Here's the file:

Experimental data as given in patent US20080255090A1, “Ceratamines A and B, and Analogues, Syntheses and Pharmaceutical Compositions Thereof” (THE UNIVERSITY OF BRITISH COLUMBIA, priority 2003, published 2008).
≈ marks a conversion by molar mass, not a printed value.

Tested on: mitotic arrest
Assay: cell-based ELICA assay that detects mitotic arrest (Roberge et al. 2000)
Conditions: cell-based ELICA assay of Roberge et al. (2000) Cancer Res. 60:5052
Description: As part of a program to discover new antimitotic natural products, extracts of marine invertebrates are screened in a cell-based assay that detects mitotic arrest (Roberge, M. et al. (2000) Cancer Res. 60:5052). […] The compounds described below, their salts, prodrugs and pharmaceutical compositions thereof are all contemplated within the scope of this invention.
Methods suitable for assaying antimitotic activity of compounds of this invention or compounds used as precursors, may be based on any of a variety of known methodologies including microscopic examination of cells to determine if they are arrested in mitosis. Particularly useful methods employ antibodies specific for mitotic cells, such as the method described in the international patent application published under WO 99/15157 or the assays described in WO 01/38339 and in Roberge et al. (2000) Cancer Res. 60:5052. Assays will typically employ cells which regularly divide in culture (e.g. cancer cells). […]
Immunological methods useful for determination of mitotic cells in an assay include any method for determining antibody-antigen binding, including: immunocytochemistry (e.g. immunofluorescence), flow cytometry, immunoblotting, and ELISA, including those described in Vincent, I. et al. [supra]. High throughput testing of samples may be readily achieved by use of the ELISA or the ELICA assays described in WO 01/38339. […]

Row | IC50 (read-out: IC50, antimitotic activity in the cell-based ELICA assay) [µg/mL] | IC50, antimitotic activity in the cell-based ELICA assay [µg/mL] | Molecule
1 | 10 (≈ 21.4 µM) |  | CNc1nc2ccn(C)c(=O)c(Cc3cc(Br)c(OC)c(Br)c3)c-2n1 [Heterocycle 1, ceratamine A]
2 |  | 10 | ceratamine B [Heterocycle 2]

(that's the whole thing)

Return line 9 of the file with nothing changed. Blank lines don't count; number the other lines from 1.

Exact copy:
Row | IC50 (read-out: IC50, antimitotic activity in the cell-based ELICA assay) [µg/mL] | IC50, antimitotic activity in the cell-based ELICA assay [µg/mL] | Molecule